In Denmark, if a person with a disability applies for a grant for assistive devices or additional expenses, the municipality may choose to refuse the application, regardless of whether the person is actually entitled to the grant.
The applicant then has two options - either to give up or to appeal the decision and then await a decision from the National Social Appeals Board.
The processing time at the National Social Appeals Board is currently 5 months (source: ast.dk).
The overturns rates shown in the table below should really concern us, because it is clear to everyone that with such high overturns rates, people in need of help are getting stuck in our system.
The truth is that we live in a country with intentions on how to treat people with special needs, we have a Service Act that must be respected and the whole mindset is originally made in the best of intentions - of course. But the truth is unfortunately also that people with disabilities and their relatives end up physically and mentally broken because they ask for their rights and are then bullied and in the worst case tyrannized in a public system for years.
At the end of January this year, Minister for Social Affairs and Housing Pernille Rosenkrantz-Theil announced on the TV programme Go'morgen Danmark (Go'morgen Danmark 30 January 2023, TV2) that action is now being taken in the disability area by specializing caseworkers in the municipalities and centralizing case processing.
Is this really about the skills of the caseworkers, or are the many rejections due to the fact that for many years caseworkers have been dictated the economic angle as being more important than the human angle?
Many citizens have an attitude that people with disabilities are lucky to live in Denmark, where they can get help, but what few people know is that the reality is often quite different. Many children and adults with disabilities and their caregivers end up in a powerlessness where they have to settle for half solutions, even though it is completely meaningless and obviously means that everyday life is not coherent. More and more people are therefore succumbing, with the result that we as a society are drawing more people than necessary into public assistance (source: tvmidtvest.dk). Why not use the money differently and better?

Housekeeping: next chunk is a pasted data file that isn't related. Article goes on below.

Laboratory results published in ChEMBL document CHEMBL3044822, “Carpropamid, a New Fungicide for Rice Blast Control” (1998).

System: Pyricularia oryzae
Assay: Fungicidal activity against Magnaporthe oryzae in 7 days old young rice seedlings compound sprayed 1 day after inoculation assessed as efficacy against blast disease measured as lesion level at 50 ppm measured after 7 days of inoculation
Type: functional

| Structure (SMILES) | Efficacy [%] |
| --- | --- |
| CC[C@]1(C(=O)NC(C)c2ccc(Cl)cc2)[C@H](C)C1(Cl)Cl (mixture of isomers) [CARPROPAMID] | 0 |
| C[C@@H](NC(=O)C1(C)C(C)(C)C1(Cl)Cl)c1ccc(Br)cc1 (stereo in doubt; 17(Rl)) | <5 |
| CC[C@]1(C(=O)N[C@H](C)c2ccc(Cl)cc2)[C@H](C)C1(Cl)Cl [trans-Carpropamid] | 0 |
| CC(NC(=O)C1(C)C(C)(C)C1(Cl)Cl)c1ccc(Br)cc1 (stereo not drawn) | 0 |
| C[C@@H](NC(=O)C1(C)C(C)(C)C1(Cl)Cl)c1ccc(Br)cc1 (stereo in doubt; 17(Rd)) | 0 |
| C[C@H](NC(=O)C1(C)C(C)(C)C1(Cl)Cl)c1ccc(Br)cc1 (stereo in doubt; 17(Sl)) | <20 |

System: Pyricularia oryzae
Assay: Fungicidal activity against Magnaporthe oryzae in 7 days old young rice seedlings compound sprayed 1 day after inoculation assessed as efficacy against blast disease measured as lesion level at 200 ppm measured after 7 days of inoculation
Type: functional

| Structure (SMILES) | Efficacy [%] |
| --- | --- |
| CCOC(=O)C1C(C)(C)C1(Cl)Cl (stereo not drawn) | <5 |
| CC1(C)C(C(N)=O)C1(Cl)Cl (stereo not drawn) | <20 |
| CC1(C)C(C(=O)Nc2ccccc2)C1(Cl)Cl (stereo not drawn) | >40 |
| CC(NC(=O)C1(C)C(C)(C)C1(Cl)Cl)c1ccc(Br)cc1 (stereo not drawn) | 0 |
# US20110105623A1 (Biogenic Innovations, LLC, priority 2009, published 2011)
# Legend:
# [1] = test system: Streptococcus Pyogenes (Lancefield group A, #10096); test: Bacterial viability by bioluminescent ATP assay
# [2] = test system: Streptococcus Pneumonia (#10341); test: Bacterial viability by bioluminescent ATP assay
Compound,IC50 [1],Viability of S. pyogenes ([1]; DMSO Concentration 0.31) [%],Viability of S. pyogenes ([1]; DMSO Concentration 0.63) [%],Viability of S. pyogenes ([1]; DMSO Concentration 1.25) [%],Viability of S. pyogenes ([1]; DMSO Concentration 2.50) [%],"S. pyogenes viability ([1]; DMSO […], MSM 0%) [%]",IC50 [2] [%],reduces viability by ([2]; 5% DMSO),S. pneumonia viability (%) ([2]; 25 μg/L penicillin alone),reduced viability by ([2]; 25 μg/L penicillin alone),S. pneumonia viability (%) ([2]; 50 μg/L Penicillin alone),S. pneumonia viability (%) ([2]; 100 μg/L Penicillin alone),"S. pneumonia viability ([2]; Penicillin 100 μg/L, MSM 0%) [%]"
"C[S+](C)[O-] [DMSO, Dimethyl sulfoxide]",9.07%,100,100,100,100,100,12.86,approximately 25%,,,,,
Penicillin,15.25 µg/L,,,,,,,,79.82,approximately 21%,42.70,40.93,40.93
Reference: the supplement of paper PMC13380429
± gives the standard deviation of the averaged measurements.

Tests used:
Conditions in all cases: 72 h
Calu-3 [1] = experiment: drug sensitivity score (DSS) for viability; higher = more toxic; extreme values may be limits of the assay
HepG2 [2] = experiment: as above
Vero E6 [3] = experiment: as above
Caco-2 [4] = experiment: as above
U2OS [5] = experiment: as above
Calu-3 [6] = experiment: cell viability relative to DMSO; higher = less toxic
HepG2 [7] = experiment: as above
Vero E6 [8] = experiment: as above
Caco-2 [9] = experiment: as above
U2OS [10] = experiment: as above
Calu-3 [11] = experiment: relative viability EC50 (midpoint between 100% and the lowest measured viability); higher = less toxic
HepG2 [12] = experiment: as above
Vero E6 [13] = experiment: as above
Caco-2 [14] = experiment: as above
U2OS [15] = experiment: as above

The fact is that 10-15% of our population suffers from a disability to a lesser or more severe degree (source: danskhandicapforbund.dk) and then there are the relatives who slowly but surely get scars on their souls over the years, so we are talking about a large group in our society that we treat indecently and we cannot afford to do so in 2023!
Deliberately incorrect case handling - without consequences
The statistics below show that 18-19,000 cases are appealed annually - and here we must remember that not everyone can handle or know how to appeal - so the figure should be much higher. Many have legal expenses, but regardless, there are no consequences for the municipality when they lose a case. No penalty for deliberately incorrect case handling, even if a citizen has been kept waiting for weeks, months or even years and has not received the help they were entitled to.
The fact that there is a real problem in case processing in general has just been highlighted by the Association for Equal Terms. In an upcoming trial, they will help 25 families with their cooperation with the municipality, because far too many are getting stuck (source: https://forlige.dk/om-os/undersogelser).
We must change the human attitude in the municipalities and we can only do this by ensuring that the financial basis is in place. If/when the government does not present concrete measures, it is an acceptance of the current situation.
There are many solutions - but only financial means will help
If you drive too fast on public roads, you have to pay a fine and a contribution to a victim fund. We could consider a similar model in the area of disability.
From the statistics shown, we can see that on average 30.2% of citizens are successful in their claim that the case was wrongly decided.
Why not introduce a fine of a fixed amount of DKK 25,000 to be paid by the municipality when the case is lost and a requirement that they must also pay the citizen's costs for any legal assistance?
With the reversal rates shown, we would then generate an annual fund of DKK 139 million that could be used to develop the disability area and we could even consider a 'victim payment', but most importantly, we would restore human respect for a minority group that for too many years has had to fight for acceptance in society.